One gameplay element that I feel is a double-edged sword is the encounter nodes in dungeons. In dungeons, there are crystalline nodes that, if touched, will eliminate the random encounters in that area/floor of the dungeon, and they cannot be turned back on. There is a “yay!” factor in there, because some players find battles tedious, and the nodes are great when concentrating on the puzzle elements of dungeons. The “nay” factor is that if players get too proactive about shutting off the nodes, boss battles can become difficult or lengthy. Some grinding is definitely necessary to get through the middle and end portions of the game, since even normal enemies become pretty resilient and hit hard. Thankfully the encounter rate is not very high, so I usually kept the nodes on.

Graphics and Sound

The graphics and sound are the areas where the majority of the developer’s effort is shown off. The environments use tilesets from both RPG Maker XP and RPG Maker VX, stock sprites from XP, and custom sprites for hero and villain characters. Everything looks very clean. I like the color palette of the overland and how some towns appear very large on it. Some dungeons utilize tricks like parallax scrolling and lens flare to good effect, giving them a dynamic look. Some of these visual tricks are used in the first part of the ending, which looks stunning. All that said, the best graphics are reserved for battle. The hero sprites are large and animate nicely. And I’m not going to lie, the female characters, especially Dori (the one in the green outfit), have sweet behinds that Sir Mix-A-Lot would approve of. Normal enemies look somewhat bland early in the game, but they look much better later on, and bosses always look large and intimidating.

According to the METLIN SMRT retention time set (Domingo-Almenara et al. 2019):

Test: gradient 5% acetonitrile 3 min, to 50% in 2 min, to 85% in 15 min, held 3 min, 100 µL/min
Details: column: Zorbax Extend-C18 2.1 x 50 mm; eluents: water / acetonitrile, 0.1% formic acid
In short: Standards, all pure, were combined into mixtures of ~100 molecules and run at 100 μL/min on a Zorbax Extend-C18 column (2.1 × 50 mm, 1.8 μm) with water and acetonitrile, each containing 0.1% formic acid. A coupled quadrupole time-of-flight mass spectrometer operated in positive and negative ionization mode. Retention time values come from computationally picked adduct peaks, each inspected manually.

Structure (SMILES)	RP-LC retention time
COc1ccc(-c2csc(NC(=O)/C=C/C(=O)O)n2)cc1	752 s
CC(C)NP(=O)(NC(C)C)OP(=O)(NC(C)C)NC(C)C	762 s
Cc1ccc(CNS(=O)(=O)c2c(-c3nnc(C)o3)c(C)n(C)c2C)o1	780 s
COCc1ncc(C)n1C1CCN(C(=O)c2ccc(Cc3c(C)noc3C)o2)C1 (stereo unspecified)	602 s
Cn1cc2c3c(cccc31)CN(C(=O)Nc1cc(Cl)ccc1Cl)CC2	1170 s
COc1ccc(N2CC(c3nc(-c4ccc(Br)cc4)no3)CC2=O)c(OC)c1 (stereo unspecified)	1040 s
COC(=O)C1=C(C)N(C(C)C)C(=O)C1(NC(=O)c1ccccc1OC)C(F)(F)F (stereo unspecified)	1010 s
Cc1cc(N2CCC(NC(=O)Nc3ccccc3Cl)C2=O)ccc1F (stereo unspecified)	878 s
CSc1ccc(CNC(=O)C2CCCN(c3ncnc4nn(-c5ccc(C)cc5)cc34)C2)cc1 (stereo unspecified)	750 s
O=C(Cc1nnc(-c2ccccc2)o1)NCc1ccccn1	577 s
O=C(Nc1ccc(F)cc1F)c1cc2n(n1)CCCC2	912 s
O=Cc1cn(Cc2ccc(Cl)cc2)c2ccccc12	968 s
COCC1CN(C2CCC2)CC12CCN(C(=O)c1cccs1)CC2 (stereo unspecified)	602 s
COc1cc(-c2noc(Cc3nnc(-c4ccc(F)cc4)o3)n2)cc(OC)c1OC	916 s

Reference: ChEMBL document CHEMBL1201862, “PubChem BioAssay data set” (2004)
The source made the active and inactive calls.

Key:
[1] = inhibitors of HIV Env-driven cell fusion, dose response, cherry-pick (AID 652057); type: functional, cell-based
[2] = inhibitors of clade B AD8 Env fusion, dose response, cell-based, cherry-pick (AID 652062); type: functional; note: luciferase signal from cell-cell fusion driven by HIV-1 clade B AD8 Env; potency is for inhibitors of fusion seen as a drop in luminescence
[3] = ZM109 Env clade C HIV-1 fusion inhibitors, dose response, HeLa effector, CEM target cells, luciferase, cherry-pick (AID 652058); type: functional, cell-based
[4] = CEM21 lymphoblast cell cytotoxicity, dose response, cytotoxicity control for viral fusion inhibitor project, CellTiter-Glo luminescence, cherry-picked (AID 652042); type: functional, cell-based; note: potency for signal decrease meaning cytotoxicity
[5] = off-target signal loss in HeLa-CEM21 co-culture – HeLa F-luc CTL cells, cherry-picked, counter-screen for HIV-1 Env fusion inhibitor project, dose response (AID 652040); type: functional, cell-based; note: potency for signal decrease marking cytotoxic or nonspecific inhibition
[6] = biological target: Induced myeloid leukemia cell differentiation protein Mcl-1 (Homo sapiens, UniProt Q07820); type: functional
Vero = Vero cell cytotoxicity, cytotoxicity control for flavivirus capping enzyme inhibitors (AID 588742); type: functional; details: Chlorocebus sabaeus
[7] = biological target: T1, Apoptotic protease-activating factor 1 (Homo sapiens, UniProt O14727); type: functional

The MP3-quality music in the game is quite good. It is mostly the orchestral fare commonly associated with JRPGs, but there are pieces that utilize modern rock aspects such as guitar. My initial impression of the music after the first hour of play was that it was good, if a bit unoriginal. However, the music steadily improves throughout the game, and pieces like the final dungeon theme are worth sticking around for.


As said in the first paragraph, Deadly Sin is an RPG that is good in some areas but middling in other areas. The battle sprites for the heroes are excellent and the music is very good. The overall game design is above average, even if the balance is not 100% refined. The story and characters, though, are not as strong as the game’s other components. In short, Deadly Sin was a decent game that I wanted to really like, but that did not leave a strong lasting impression. Deadly Sin is a decent old-school style RPG that can keep players busy for 20-25 hours, but those 20-25 hours will not take gamers to places they have never been before

Overall Score 79
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Neal Chandran

Neal Chandran

Neal is the PR manager at RPGFan but also finds time to write occasional game or music reviews and do other assorted tasks for the site. When he isn't networking with industry folks on behalf of RPGFan or booking/scheduling appointments for press events, Neal is an educator, musician, cyclist, gym rat, and bookworm who has also dabbled in voiceover work and motivational speaking.